The federal government has renewed four Canada Research Chairs (CRC) held by York University. The commitment will enable Professors Catriona Mortimer-Sandilands, Christopher Innes, Leo Panitch and Paul Lovejoy to advance their research in environmental cultural studies, performance and culture, political economy and African diaspora.
As a Tier 2 CRC, Professor Mortimer-Sandilands will receive $500,000 over five years. Each of the other three professors will receive $1.4 million as Tier 1 CRCs. The total awarded to York is $4.7 million.
The renewal is part of a package of CRC appointments announced by Gary Goodyear, minister of state (science & technology), at McGill University on Feb. 23.
"Our government recognizes the important role that research excellence plays in furthering innovation and competitiveness, two main elements in our science and technology strategy," said Goodyear. "This is why we announced a $5.1-billion investment in science and technology in Budget 2009."
Stan Shapson, vice-president research & innovation at York, said the four CRC renewals will allow York researchers to continue cutting-edge social science and humanities research programs. "Federal research investments are crucial to attracting and retaining the world’s best researchers," said Shapson. "The Canada Research Chairs program allows us to sustain York’s globally competitive research that impacts upon Canadians’ quality of life and the country’s economic and social well-being."
Catriona Mortimer-Sandilands, CRC in Sustainability & Culture, focuses on investigating relations among sustainability, literature and environmental politics. Mortimer-Sandilands has developed an interdisciplinary research network in environmental cultural studies and practices of reading and writing landscape. Her research will explore environmental literature and writing as well as environmental politics and will further develop research activity in environmental cultural studies at York. Her research will also focus on the role of literary activity in the extension of an environmental public sphere.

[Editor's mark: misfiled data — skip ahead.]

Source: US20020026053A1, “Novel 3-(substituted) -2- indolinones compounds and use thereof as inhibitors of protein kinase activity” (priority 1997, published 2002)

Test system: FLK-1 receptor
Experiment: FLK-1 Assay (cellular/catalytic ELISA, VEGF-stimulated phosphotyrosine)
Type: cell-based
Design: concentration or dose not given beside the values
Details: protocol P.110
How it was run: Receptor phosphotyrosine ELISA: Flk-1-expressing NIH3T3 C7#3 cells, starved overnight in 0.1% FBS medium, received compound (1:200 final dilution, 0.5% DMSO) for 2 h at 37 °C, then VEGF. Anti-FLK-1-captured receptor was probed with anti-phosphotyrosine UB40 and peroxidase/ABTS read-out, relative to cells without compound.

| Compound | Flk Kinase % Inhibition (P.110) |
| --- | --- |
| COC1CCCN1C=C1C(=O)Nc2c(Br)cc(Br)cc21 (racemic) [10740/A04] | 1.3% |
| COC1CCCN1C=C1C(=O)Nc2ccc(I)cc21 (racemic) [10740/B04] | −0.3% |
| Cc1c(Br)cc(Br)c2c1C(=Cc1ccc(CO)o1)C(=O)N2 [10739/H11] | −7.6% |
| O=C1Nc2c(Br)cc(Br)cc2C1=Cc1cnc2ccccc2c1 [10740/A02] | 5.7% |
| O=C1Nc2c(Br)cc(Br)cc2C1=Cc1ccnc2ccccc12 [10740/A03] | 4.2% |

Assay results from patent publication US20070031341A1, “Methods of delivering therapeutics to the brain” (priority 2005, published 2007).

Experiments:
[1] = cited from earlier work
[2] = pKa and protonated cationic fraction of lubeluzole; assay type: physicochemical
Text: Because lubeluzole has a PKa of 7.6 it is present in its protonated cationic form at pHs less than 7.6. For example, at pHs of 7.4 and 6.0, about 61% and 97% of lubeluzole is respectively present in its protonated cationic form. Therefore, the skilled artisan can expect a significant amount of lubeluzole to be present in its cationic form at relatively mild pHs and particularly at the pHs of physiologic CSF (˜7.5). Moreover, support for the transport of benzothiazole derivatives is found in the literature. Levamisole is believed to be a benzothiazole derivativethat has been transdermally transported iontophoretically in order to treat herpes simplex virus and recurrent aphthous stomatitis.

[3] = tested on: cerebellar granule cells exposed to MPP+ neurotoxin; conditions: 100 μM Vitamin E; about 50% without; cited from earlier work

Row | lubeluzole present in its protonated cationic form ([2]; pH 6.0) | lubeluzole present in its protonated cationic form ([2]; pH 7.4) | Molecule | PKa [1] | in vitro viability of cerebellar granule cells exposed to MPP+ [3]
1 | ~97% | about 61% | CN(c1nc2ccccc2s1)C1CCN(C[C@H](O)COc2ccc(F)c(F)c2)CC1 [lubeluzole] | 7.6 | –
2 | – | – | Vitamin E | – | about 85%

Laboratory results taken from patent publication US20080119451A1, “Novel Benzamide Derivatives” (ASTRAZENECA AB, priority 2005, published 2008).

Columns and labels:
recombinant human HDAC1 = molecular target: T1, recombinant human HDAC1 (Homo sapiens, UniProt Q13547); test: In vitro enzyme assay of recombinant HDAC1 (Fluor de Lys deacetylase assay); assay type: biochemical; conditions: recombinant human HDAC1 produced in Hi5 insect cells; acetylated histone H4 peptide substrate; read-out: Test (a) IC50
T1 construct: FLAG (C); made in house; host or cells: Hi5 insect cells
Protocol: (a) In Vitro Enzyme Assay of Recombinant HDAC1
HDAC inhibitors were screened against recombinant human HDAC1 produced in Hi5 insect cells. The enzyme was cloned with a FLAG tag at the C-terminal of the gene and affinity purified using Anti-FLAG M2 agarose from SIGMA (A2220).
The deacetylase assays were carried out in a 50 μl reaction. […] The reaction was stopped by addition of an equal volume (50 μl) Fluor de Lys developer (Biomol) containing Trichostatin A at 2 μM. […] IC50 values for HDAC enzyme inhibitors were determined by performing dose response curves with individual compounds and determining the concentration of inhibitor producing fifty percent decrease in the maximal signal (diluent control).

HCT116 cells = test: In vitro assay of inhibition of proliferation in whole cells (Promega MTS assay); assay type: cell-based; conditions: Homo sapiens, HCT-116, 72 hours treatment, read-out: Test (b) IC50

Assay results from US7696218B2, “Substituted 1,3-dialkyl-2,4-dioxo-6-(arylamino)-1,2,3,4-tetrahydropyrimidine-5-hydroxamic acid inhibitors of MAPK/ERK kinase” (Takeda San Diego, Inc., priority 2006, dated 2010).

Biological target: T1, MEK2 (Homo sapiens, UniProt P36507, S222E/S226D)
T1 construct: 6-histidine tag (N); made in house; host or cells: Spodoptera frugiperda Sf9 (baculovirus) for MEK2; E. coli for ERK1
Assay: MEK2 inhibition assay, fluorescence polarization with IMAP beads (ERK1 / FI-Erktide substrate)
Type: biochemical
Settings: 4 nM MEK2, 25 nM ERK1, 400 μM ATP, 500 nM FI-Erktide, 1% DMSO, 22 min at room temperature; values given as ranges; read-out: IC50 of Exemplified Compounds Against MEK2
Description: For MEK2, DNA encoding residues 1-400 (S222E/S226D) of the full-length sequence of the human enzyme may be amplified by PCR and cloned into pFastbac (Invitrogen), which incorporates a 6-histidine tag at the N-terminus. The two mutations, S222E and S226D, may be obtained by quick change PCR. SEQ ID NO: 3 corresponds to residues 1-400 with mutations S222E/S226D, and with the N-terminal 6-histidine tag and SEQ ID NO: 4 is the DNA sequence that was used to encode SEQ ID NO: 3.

Christopher Innes, CRC in Performance & Culture, is a Fellow of the Royal Society of Canada, a Fellow of the Royal Society of Arts (UK), and Distinguished Research Professor at York University. Innes’ research explores popular performance, both on the streets and music theatre, from parades and carnivals to contemporary Broadway/West End Musical, and the unconventional operatic work of Ontario composer and director, Murray Schafer. Other themes in Innes’ research include the role of new media and the expression of religion in theatre. Innes’ research is significant to raising Canada’s cultural profile.
Leo Panitch, CRC in Comparative Political Economy, is a professor of political science at York. Panitch’s research examines the political economy of the informal American empire in the 21st century. In particular, his research centres on "Finance, Production and Empire" fostering a new understanding of the active role of states in the making of global capitalism in the late 20th century. Panitch’s unique research will investigate the American state‘s capacity to contain financial crises and sustain its economic dynamism and the issues associated with maintaining a global capitalist order. Panitch is also the author of numerous articles and books including his most recent Renewing Socialism: Transforming Democracy, Strategy and Imagination (2009).
Paul Lovejoy, CRC in African Diaspora History and director of The Harriet Tubman Institute for Research on the Global Migrations of African Peoples, is a Fellow of the Royal Society of Canada. He is also a Distinguished Research Professor at York and a world-leading slave-trade scholar who has pioneered the study of the history and dynamics of the African diaspora from an African perspective. Through his research, Lovejoy traces the history of migration, from Africa into diaspora, following individual enslaved Africans to their destinations in the Americas. Lovejoy collaborates with an international network of researchers in Canada, the United States, the Caribbean, Brazil, Latin America, Africa and Europe, creating digitized historical data for his unique research.
Researchers at York University have been awarded 28 Canada Research Chairs. The program is designed to attract the best talent from Canada and around the world, helping universities achieve research excellence in natural sciences, engineering, health sciences, social sciences and humanities. For more information, visit the Canada Research Chairs Web site.